A new public radio project called Radiotopia is giving storytellers full access to the microphone and helping them connect to listeners via a web- and mobile-focused experience.
“By and large, public radio has mostly developed shows for broadcast and then tried to create an on-demand and podcast [presence],” Jake Shapiro, the CEO of online public marketplace Public Radio Exchange (PRX), told Current.org. “This flips it.”
Radiotopia, created by PRX, is a podcast network that’s pushing the boundaries of both audio storytelling and the business of radio. It features seven new and established story-driven news programs on a diversity of themes, such as philosophy, connecting in the modern world, design and architecture.
“High-quality story-driven audio is an essential and irresistible form of journalism and entertainment,” Shapiro recently told the Knight Foundation blog. “We hope to look back and see that [Radiotopia] was the beginning of a new kind of public radio.”
Radiotopia has ambitious goals for creating a model for sustaining this type of storytelling across mobile, web and broadcast mediums. The network will experiment with collaborative crowdfunding and new methods of sponsorship and cross-promotion, helping a new generation of independent producers make their programs sustainable.
The experiment was largely inspired by 99% Invisible, a popular design and architecture podcast hosted and produced by Roman Mars. Mars, who doesn’t have a design background, began the program as a regular minute-long architecture feature for public radio station KALW in San Francisco, distributed by PRX, he told the Awl. When fans began to demand longer episodes, Mars started to produce two separate versions of each episode – one for radio, and a longer one for a podcast. The podcast’s popularity exploded.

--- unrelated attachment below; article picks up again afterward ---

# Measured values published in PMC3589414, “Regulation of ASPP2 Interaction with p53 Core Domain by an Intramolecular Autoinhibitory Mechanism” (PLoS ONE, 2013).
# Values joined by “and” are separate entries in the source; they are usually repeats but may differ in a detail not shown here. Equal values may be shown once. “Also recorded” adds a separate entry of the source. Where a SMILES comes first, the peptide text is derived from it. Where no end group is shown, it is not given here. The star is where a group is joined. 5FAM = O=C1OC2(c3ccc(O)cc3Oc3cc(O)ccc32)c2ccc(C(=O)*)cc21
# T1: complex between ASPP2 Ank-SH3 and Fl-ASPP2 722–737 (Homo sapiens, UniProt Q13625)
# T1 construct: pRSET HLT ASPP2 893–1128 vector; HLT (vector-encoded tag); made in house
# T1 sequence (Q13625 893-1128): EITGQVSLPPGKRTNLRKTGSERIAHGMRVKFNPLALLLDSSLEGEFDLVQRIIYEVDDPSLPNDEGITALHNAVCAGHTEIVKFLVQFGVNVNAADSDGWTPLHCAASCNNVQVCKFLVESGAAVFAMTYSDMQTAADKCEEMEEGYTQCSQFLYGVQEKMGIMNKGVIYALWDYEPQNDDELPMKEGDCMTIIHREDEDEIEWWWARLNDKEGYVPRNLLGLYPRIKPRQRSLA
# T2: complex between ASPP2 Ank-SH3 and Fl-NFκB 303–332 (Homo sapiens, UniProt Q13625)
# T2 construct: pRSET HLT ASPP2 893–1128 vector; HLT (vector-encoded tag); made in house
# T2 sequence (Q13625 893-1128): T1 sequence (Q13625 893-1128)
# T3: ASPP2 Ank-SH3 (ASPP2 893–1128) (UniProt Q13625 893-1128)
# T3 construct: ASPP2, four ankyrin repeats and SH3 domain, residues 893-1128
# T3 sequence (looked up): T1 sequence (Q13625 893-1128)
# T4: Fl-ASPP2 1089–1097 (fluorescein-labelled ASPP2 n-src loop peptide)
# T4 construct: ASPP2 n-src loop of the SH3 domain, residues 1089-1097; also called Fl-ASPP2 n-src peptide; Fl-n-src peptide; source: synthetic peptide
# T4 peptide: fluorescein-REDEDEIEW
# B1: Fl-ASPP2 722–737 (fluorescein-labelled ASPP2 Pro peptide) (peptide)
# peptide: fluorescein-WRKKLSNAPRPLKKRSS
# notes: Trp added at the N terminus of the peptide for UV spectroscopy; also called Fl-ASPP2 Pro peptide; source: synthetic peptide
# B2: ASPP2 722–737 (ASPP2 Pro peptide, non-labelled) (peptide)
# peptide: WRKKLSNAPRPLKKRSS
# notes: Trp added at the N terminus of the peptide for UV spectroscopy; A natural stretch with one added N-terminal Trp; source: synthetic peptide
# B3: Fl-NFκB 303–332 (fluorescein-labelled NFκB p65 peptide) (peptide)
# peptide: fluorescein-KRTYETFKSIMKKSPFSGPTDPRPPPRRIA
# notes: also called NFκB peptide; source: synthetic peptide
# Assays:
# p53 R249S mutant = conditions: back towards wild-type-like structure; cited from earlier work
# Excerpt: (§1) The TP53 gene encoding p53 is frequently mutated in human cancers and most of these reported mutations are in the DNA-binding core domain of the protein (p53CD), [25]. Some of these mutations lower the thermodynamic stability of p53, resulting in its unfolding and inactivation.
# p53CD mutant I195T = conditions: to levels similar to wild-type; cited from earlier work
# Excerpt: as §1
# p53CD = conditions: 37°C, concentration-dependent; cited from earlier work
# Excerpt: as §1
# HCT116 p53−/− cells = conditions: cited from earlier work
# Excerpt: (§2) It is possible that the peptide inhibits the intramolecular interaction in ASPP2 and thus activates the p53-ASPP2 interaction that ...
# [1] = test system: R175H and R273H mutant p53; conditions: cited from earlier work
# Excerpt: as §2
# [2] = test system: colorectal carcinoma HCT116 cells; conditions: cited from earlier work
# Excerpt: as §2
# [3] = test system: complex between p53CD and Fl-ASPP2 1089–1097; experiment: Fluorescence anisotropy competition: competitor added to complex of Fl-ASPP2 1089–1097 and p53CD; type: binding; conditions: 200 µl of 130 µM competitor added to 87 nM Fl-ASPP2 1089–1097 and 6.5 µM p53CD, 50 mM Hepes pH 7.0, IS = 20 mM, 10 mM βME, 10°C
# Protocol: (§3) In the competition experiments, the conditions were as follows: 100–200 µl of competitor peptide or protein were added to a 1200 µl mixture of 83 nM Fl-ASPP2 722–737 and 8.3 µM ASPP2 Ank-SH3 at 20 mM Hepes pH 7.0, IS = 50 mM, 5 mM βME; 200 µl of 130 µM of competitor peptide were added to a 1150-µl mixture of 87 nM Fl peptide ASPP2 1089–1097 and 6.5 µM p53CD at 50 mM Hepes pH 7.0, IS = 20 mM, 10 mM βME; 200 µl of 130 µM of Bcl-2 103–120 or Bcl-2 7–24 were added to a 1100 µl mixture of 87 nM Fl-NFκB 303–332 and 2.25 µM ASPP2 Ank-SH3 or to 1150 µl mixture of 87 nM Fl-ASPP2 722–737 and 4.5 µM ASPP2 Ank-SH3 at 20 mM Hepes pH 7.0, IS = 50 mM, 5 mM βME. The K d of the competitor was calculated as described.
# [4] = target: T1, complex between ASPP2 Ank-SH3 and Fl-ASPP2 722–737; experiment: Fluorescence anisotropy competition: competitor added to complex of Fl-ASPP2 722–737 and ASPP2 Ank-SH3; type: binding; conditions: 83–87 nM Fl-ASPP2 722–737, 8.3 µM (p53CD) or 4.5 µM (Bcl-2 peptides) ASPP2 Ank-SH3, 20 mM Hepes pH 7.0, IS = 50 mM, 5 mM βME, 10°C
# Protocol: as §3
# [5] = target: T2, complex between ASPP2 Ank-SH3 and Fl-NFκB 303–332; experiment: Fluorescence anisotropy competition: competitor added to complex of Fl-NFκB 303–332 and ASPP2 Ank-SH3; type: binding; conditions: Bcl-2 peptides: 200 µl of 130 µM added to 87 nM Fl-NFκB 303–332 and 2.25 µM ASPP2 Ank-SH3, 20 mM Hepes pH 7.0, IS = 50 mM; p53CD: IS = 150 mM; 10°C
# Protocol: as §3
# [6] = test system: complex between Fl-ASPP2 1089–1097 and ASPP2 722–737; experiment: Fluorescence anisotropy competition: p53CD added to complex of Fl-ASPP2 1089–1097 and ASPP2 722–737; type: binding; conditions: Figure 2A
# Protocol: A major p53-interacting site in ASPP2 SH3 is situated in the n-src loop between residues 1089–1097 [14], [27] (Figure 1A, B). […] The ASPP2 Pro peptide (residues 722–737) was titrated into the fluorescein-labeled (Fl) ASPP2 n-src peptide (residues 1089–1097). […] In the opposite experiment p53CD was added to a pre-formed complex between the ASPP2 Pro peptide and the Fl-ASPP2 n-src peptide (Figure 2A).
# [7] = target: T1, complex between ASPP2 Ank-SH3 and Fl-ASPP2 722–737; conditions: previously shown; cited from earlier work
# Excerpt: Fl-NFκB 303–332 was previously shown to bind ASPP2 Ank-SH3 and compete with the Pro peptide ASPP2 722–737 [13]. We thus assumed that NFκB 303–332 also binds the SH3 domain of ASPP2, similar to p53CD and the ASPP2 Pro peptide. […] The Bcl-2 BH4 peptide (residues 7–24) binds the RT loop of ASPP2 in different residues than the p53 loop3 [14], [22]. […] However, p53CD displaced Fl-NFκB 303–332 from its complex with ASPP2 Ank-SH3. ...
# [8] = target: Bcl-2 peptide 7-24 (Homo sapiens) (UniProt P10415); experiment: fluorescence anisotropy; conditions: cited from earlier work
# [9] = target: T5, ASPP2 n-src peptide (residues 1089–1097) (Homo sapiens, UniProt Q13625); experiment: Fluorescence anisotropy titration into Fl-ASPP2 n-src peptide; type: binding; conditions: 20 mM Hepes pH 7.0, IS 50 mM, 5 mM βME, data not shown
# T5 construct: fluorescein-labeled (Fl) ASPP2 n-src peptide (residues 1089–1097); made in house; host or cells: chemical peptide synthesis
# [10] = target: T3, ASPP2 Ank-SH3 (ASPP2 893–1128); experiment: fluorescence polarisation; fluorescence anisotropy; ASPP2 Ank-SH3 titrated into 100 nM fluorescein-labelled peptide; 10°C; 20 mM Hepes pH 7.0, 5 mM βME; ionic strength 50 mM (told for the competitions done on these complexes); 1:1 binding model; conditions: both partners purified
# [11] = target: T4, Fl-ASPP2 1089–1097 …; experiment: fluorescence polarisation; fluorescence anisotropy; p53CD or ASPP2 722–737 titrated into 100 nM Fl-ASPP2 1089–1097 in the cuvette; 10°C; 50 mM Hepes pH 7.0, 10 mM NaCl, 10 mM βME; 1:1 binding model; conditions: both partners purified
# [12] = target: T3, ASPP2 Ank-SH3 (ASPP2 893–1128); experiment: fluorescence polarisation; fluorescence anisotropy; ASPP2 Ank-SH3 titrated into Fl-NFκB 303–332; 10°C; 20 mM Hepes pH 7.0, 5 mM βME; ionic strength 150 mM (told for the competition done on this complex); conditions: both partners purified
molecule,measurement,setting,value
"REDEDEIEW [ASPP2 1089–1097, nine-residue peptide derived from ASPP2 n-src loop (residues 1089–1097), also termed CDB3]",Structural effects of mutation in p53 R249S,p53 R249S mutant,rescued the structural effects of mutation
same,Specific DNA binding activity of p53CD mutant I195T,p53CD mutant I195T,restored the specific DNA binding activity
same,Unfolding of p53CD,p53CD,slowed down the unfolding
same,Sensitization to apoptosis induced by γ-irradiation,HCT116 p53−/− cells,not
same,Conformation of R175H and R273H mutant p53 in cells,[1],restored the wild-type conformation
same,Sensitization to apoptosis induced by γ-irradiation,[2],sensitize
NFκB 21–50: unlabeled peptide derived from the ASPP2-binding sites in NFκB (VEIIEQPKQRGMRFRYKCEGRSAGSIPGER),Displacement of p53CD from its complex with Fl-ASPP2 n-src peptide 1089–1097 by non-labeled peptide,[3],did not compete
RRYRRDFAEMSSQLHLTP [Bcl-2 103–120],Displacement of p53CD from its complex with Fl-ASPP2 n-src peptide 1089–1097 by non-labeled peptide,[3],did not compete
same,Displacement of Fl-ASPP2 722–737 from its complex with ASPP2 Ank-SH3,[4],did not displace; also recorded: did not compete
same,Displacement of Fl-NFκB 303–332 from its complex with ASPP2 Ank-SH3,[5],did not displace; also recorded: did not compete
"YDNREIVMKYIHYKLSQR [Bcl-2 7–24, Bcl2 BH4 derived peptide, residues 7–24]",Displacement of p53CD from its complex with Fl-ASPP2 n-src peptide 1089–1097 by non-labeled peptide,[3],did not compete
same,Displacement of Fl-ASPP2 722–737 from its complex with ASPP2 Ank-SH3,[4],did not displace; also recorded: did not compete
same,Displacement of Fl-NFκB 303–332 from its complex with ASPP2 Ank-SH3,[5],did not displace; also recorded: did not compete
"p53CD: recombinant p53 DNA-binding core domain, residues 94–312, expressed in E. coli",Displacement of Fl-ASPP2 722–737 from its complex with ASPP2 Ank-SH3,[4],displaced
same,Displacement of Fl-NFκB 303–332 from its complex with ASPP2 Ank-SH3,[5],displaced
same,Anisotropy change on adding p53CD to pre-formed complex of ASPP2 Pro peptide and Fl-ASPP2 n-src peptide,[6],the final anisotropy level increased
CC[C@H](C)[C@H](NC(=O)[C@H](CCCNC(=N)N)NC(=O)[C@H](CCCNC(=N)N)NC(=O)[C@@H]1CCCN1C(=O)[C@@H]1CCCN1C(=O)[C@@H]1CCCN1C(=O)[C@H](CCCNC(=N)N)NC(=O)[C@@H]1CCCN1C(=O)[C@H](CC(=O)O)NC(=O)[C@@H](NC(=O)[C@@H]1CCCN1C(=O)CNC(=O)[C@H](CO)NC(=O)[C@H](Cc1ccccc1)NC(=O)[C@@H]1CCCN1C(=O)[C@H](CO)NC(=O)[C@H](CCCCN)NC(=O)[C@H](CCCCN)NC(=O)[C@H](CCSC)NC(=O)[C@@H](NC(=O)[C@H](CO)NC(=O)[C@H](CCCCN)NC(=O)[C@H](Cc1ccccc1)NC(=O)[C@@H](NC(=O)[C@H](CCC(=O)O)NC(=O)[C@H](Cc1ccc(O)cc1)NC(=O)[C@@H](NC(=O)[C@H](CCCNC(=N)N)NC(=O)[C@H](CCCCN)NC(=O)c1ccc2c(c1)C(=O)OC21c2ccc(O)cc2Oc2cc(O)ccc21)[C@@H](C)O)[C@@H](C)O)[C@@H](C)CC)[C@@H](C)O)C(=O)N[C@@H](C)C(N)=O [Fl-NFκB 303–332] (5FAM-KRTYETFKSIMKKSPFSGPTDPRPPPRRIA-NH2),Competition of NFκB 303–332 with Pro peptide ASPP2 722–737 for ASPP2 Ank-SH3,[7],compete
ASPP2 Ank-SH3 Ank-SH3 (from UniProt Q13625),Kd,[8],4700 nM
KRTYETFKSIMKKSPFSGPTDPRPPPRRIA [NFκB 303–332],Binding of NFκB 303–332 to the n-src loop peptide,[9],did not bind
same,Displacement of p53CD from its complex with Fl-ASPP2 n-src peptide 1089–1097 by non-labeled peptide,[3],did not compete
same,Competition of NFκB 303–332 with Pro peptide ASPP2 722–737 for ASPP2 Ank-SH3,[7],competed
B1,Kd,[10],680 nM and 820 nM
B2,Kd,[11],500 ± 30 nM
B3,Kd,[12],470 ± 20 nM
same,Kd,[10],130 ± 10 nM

In 2012, Mars successfully tapped into his digital audience to raise money via crowdfunding site Kickstarter. With more than 5,600 backers, he raised more than $170,000, nearly four times his goal. It was Kickstarter’s most successful journalism project so far.
Building on this success, Mars and PRX linked up to solidify their commitment to create a “platform where the best producers can find an audience and flourish” -- an ecosystem of similar story-driven programs.
PRX will develop new audience engagement and revenue strategies that focus on digital-first audio programming, such as through grants or Kickstarter campaigns, sponsorships and revenue sharing. Within that ecosystem, Radiotopia hopes its producers can connect with an audience, expand their own brands and flourish financially.
"PRX is responding to a demand for flexibility from listeners who are increasingly turning away from traditional news sources and platforms," said Michael Maness, Knight Foundation VP/Journalism and Media Innovation in a release. "With this as a basis, the network will create a model to reach and inform wide public audiences.”
The network sells sponsorship on the shows, the website, social media and podcast downloads. Radiotopia has already enlisted MailChimp, Facebook, Warby Parker and Squarespace as sponsors.
“Radio and audio seep into your soul in a different way,” than other mediums, Shapiro told Knight. “What’s fascinating is how it’s converged with the way people experience storytelling in a fragmented media world. Rather than being displaced by other forms of media, audio is distributed in a way that is accessible to how people are using technology today.”
The Radiotopia network roster will expand as PRX enlists new producers and programs.
Jessica Weiss is a Buenos Aires-based freelancer.
Photo courtesy of Flickr user Rusty Sheriff under a Creative Commons license.
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